My First Month as a Technical Writer

Adapt and Pivot.

These phrases have been thrown around for the past one and a half years as companies and people struggled to find their footing in the midst of a pandemic. Back in March 2020, I had to pivot from a Digital Content Specialist to a Digital Marketing Associate. Fast forward to March 2021, I’ve had to pivot from a Digital Marketing Associate to a Technical writer.

Although the path that led me here could have been shorter, I don’t regret it.

Creating a Writing System Has Been Challenging

While marketing technology only needs Google Docs, Microsoft word, and a personal formatting template, technical writing requires you to learn the inner workings of Gitlab, install Gitbash and learn how to branch from the developer branch, create your own branch, make your edits on your own branch then push those edits to the developer branch.

Sounds easy right?

It isn’t. It’s easy if you’re coming from an engineering background, but it isn’t if you’re coming from a marketing and writing background.

My main hurdles were:

  • Creating my working branch. Somehow I ended up creating this wrong so I couldn’t push my files.
  • Pushing my files to Gitlab. I solved this by moving from Gitbash to the Command Prompt to see the file that was giving me errors on Gitbash. Eventually, I had to clone the repository and create a new folder for it.

All this wasn’t without help.

Tools and Tooling

The tools recommended to me were Apiary, Postman, Swagger, and Soap UI. I’m yet to try out or look into Soap UI. I started with Swagger, hit a roadblock, and went through Apiary. Although I’m not using Apiary, I love how their company blog explains technical writing to a new person and their examples.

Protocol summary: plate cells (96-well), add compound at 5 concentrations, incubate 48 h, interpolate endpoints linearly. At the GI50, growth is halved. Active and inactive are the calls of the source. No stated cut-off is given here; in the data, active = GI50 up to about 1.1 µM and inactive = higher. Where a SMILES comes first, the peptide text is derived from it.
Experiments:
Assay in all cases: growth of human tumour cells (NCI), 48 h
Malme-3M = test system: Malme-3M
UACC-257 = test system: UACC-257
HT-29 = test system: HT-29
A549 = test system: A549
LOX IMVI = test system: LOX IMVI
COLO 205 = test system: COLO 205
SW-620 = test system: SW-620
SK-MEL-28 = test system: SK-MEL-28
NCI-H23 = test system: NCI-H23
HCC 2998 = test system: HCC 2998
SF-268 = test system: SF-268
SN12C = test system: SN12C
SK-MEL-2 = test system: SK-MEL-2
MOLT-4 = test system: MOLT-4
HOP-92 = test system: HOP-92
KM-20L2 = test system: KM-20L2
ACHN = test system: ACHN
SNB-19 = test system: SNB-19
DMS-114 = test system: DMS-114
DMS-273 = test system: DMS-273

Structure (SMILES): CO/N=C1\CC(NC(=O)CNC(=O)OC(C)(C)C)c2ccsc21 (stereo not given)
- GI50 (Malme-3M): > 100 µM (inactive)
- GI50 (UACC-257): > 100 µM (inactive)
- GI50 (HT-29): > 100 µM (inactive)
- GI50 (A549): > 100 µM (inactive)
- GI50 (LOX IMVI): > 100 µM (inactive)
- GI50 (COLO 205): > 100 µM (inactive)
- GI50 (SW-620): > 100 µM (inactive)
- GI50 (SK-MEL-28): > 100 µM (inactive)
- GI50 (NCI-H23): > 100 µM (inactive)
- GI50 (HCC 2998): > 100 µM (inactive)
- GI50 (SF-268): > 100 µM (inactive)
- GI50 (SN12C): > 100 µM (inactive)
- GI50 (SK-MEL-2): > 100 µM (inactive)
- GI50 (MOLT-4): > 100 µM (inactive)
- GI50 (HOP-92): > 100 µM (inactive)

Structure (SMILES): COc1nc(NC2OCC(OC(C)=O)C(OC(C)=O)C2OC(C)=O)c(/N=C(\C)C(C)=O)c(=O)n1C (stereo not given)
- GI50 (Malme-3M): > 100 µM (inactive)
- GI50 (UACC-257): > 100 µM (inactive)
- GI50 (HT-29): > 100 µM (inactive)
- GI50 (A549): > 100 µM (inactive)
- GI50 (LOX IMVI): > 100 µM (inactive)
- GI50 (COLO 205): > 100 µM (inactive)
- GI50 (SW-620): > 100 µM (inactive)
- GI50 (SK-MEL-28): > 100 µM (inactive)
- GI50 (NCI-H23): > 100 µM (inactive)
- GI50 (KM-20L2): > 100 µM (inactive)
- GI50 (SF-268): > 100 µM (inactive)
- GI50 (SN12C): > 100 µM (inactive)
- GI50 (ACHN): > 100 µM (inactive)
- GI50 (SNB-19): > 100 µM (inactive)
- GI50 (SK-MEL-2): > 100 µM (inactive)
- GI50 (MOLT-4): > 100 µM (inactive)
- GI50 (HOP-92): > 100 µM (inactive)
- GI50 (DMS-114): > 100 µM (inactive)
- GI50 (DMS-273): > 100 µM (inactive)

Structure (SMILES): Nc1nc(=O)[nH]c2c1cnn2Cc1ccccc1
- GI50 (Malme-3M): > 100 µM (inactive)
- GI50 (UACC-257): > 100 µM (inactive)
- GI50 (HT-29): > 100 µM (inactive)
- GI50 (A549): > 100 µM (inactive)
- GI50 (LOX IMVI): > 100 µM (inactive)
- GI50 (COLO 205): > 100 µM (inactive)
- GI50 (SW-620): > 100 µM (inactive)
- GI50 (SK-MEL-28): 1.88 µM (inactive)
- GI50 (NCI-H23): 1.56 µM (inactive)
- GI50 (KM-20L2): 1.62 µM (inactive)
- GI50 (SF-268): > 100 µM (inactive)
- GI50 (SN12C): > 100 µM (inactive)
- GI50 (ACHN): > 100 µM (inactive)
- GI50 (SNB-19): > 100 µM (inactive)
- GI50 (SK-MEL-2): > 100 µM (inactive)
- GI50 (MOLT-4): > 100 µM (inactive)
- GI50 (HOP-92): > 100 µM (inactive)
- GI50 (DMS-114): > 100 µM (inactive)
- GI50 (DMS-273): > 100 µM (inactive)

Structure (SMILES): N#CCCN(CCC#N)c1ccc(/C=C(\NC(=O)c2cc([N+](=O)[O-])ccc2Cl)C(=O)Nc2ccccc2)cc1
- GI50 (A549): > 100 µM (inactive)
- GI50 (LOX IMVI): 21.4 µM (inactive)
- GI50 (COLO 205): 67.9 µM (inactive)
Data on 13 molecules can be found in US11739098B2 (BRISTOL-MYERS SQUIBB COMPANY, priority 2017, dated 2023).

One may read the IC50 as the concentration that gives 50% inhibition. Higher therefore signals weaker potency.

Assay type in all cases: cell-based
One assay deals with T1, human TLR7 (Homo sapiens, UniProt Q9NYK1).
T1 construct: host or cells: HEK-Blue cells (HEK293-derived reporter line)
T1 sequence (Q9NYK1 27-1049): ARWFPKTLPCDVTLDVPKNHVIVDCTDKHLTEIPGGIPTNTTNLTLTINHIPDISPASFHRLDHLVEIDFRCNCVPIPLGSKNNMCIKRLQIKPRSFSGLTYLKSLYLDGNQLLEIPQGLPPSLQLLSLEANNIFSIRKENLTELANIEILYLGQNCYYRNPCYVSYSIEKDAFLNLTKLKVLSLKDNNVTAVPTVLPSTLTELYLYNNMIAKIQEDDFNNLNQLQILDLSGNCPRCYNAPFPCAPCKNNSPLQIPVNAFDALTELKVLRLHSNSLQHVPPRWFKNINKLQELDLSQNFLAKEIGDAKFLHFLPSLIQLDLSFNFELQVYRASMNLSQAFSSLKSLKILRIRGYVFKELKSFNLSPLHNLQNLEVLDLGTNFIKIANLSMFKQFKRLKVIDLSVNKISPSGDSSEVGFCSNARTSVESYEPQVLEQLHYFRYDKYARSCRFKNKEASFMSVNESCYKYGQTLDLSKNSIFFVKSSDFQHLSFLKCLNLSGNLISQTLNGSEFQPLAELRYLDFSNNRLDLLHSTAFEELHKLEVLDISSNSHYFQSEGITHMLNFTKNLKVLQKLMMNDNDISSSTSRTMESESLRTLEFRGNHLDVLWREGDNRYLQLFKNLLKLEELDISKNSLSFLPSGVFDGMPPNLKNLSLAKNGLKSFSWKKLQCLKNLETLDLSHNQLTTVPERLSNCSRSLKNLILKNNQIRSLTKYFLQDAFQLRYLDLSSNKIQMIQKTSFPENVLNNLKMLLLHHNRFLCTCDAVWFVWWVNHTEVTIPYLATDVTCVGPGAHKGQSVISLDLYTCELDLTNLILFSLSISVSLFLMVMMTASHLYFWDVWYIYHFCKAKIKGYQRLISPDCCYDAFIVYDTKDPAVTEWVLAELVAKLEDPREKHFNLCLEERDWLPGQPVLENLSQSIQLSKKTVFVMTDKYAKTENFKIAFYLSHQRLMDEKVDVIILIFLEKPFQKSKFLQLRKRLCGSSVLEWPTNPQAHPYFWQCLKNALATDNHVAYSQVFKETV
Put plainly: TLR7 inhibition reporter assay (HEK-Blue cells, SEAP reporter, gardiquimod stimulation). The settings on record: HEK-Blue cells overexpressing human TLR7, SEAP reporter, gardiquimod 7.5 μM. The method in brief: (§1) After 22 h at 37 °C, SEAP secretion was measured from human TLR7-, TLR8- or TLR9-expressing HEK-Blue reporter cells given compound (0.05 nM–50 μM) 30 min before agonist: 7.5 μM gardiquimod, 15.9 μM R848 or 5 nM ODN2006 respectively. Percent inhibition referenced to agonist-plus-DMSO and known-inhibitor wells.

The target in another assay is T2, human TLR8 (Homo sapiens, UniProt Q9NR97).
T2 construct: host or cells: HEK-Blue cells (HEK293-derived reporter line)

I spent most of my days going through their blog posts and trying out their examples. This helped me learn Markdown formatting, resources, actions, paths, routes, and workflows.

I eventually went with Postman as a start, and I’m currently learning how to use the tool for API documentation.

On using Postman as a Documenting Tool

While Apiary has a lot of great resources for anyone green in technical writing, it wasn’t straightforward as Postman. With Postman, I could run requests, save them and their responses, write descriptions for the requests, and have Postman edit for me in Markdown without stressing about the formatting.

It’s a good tool to build confidence in technical writing before learning Apiary, Swagger or SoapUI.

Here are concepts that might sound obvious but are not while using Postman:

  • To run requests, you might need to get authorized either through a token, API key or other authorization forms.
  • To make your work easy, create an environment with variables that are repetitive such as URLs or authorization headers.
  • Fork the Postman API to have a feeling of Technical documentation, how to format documentation and what to include in your documentation. Previously, I was explaining the process but I found that describing what each endpoint achieves was much easier.

I’m still going through Postman and learning all that it offers. I’m currently looking at creating Mock servers and what that entails from a technical writer’s standpoint.

My first month has involved a lot of learning, testing, and reading which is a welcome respite from the plateau that I was in the marketing genre. I still do marketing-related work when it’s worth my while or gives me joy, but I’m looking forward to learning all I can in this niche and sharing updates on this technical writer’s blog.


This article first appeared on Medium.

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